After removing a guard rail that was impeding the progress of a crane, a worker at a nuclear plant stepped out of the way to let the crane operator and crew do their work. Unfortunately, something went wrong, and the man ended up dying as the result of an injury on the job. The crane collapsed and in the chaos, a part of the crane hit and caused fatal injuries to the worker.
As would also happen in a similar accident here in California, the Occupational Safety and Health Administration is investigating. By all calculations, the crane should have been able to support the load it had and should not have failed. The result of that investigation could affect not only the crane operating company, but also the nuclear plant.
The nuclear plant was anxious to get the time consuming and dangerous task of removing the Main Turbine Generator Stator within the deadline given to the plant by the Nuclear Regulatory Commission. After contacting many companies that did not believe they could safely complete the task within the allotted time, the plant found a company willing to do the job. Unfortunately, it turns out that the other companies may have been correct.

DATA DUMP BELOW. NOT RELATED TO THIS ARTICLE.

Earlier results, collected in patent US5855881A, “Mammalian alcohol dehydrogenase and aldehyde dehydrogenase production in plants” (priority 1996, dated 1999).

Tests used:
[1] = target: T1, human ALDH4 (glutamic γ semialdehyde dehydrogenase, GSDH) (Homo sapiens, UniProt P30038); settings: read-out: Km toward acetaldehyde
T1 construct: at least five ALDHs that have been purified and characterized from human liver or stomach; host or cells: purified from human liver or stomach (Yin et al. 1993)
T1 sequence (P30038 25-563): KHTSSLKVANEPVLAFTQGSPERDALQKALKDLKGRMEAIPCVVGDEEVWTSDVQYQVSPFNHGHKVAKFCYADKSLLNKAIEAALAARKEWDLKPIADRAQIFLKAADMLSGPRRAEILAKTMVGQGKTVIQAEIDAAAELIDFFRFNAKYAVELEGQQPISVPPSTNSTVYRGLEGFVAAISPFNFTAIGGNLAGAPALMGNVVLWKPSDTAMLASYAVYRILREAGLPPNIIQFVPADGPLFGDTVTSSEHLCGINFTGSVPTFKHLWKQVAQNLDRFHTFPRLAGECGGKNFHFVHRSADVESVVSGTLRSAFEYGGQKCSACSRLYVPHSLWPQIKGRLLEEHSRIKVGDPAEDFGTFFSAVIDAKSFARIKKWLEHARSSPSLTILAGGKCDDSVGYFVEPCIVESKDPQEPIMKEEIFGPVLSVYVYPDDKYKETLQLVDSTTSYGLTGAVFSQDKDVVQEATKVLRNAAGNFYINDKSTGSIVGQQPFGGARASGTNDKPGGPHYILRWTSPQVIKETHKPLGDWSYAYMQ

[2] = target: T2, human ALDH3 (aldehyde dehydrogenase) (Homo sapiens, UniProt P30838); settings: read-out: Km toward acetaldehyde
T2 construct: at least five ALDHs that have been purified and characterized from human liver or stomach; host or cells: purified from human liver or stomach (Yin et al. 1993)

The family of the victim will not only be able to collect benefits from the workers' compensation system in that state, but has already filed a wrongful death claim against the nuclear plant, the contractor and others. Families here in California also have the same right to file a civil action in case of an injury on the job or even death. The workers' compensation system can only be so generous and does not necessarily hold the company financially responsible outside of how much the company participates in the workers' compensation system.
Source: enformable.com, "Wrongful death suit filed in wake of fatal accident at Arkansas Nuclear One," Lucas W. Hixson, July 3, 2013